Tams wraps things up with the apt When This Song is Ended There’s No More, a song of disappointment. Somehow, the sense of lessons learned gives this closing track just the right hint of hope, even as things wind down quietly. Once again, the lack of percussion allows the lyirc to move the song, and Tams turns in a fine, bright vocal.

In his liner notes, Tams calls Home “that difficult second album”. That may be, but the effort more than paid off. He also provides fair credit to “musicians drawn disparately together” for the Unity sessions, now a band in their own right. Angel, Coope, Taylor, Alan Dunn (keyboards), and Andy Seward (bass), certainly deserve credit for providing a tight, cohesive sound that supports Tams’ vision neatly. The result is an amazing album, a wonderful set of songs lovingly crafted and delivered.

FURTHER LISTENING: If John Tams had a hand in it it’s worth a listen. That said, there are a few standouts, including the aforementioned Albion Band treasure Rise Up Like the Sun. Tams has worked on and off with Home Service for over 30 years, in the theatre and on record. Their finest moment is Alright Jack, a powerful blend of traditional and original songs presented with a bright brass section, a solid band, and Tams’ wonderful singing and production.

The man himself has only recorded three solo albums, and all of them are outstanding. Unity set the stage, Home is the bright jewel, and The Reckoning is a stellar follow-up. All three are well represented on The Definitive Collection, a nice overview of Tams’ career including some Home Service tracks and a couple of other well-chosen collaborations.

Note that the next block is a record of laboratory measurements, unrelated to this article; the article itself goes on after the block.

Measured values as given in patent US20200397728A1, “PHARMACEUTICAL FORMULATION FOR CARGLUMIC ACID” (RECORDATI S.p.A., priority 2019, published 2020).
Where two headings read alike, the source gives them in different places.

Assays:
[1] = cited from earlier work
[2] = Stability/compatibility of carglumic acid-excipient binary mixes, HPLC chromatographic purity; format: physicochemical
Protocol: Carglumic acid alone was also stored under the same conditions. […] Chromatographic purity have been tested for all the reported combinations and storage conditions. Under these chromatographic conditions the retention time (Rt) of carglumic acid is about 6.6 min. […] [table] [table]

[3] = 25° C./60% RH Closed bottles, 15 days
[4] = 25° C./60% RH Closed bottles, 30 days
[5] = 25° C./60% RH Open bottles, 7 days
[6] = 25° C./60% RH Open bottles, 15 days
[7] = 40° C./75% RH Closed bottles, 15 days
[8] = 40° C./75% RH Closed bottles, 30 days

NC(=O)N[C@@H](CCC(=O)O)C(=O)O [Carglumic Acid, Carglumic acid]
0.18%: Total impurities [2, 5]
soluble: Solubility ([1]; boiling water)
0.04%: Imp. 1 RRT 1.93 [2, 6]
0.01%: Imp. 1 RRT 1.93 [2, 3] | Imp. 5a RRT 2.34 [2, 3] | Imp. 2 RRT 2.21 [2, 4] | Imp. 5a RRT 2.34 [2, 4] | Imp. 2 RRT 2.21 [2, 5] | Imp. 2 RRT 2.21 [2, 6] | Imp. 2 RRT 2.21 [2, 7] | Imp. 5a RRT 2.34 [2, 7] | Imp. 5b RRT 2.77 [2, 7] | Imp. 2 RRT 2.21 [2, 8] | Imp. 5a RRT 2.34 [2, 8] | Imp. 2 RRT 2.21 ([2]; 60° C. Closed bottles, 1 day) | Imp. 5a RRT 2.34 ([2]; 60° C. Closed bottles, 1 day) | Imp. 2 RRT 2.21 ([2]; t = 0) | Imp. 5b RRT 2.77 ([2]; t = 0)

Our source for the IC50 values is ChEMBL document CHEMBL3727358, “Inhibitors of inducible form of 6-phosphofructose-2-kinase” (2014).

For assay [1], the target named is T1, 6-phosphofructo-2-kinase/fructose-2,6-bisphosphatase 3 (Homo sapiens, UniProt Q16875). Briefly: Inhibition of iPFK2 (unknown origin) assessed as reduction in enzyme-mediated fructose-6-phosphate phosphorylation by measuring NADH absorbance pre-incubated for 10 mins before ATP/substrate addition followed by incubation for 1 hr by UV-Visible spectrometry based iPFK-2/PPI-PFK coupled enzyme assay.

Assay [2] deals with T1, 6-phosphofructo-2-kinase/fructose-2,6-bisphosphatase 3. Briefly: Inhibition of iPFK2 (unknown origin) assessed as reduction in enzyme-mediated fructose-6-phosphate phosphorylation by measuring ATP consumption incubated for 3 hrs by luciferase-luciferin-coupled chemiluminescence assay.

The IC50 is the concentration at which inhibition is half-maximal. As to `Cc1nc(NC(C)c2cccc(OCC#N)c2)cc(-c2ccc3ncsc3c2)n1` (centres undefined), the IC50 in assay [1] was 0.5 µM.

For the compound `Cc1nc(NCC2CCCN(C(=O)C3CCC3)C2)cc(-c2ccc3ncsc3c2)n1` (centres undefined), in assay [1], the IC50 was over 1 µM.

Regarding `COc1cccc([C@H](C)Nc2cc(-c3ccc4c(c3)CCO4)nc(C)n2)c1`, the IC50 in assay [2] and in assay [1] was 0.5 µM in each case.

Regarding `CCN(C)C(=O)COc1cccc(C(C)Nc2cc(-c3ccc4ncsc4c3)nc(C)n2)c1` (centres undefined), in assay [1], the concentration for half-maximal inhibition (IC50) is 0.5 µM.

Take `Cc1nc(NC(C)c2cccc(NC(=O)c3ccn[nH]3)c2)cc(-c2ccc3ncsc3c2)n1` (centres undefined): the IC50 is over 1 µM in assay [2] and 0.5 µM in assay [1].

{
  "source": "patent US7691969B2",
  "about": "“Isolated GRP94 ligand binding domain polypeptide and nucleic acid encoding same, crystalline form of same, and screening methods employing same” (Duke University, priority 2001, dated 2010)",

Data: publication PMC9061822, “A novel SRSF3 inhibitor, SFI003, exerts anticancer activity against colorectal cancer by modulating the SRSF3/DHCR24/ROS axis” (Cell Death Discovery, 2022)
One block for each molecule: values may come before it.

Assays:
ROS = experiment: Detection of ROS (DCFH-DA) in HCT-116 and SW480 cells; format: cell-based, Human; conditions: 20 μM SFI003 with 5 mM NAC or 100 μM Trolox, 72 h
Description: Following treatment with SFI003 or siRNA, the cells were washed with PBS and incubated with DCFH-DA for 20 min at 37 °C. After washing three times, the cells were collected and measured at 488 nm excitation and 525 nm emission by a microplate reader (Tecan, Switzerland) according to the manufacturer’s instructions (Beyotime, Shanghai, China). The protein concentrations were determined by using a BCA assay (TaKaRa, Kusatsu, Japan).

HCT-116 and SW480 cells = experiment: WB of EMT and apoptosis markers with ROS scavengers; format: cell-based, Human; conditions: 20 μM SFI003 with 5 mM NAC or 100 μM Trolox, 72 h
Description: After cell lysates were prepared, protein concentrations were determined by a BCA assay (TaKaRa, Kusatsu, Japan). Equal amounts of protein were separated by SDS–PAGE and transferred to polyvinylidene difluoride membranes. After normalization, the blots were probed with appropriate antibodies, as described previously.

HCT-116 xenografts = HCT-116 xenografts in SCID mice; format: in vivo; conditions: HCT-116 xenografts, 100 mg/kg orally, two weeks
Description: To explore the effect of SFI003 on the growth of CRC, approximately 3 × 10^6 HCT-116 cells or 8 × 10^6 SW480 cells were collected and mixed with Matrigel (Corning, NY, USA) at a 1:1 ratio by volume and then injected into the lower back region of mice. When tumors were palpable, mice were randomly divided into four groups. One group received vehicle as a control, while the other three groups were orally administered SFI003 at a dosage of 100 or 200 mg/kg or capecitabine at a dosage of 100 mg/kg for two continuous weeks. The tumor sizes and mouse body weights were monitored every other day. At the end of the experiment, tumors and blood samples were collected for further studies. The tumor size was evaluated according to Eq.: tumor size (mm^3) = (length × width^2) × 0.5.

Billboard #1s for the Week Ending October 5, 1985

This week’s Time Capsule!

Chart Title Act Weeks
Hot 100 Money For Nothing Dire Stratits 3
R & B You Are My Lady Freddie Jackson 1
Country Lost In the Fifties Tonight (In the Still of the Night) Ronnie Milsap 2
Adult Contemporary Saving All My Love For You Whitney Houston 1
Rock Lonely Ol’ Night John Cougar Mellencamp 5
Album Brothers In Arms Dire Straits 6

MilsapLost50sThis week sees a Country superstar manage a rare 80s feat. Ronnie Milsap started his chart career with I Hate You [#10 Country] in 1973. Within a year he hit #1, with Pure Love. The top spot suited him, and the vast majority of his subsequent hits were chart-toppers. He managed an impressive 35 #1 Country singles, with only eight intervening songs missing the top. That string makes him one of the most successful Billboard Country stars ever.

This week his Lost In the Fifties Tonight — performed as a medley with the Five Satins classic In the Still of the Night — spends its second week at #1. The Country charts were extremely volatile in the 80s, with only 23 of the 485 #1 songs spending more than one week at the top. It’s a testament to Milsap’s popularity that this track ranks among them.

Song of the Day, October 2: Making Contact by Bruce Cockburn

CockburnContactToday’s song is the centerpiece of Bruce Cockburn’s glorious Stealing Fire. Cockburn’s work became increasingly political in the 80s as he travelled the world, observing poverty and oppression that he was determined to shine a bright light on. He firmly believes that the personal is political and that change requires commitment. Making Contact celebrates these themes, demanding that we work together to improve the world and make space for our shared humanity.

Enjoy this inspired, passionate song today.

Song of the Day, October 1: Under Pressure by Queen and David Bowie